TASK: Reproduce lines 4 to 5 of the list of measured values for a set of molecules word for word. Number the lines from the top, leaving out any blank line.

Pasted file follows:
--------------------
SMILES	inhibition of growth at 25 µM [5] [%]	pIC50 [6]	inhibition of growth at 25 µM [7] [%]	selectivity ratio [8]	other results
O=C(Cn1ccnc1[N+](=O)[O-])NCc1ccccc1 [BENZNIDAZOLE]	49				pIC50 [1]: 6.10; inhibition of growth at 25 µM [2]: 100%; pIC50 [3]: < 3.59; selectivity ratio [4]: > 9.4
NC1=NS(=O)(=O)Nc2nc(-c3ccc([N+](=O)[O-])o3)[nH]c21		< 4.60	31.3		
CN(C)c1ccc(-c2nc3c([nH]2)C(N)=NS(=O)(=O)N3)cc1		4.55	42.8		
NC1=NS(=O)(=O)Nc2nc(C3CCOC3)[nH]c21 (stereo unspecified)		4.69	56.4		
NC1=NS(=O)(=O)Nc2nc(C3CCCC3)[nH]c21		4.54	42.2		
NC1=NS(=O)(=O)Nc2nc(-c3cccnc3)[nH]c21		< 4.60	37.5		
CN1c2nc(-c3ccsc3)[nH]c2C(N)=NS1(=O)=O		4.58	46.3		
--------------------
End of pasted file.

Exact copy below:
CN(C)c1ccc(-c2nc3c([nH]2)C(N)=NS(=O)(=O)N3)cc1		4.55	42.8		
NC1=NS(=O)(=O)Nc2nc(C3CCOC3)[nH]c21 (stereo unspecified)		4.69	56.4		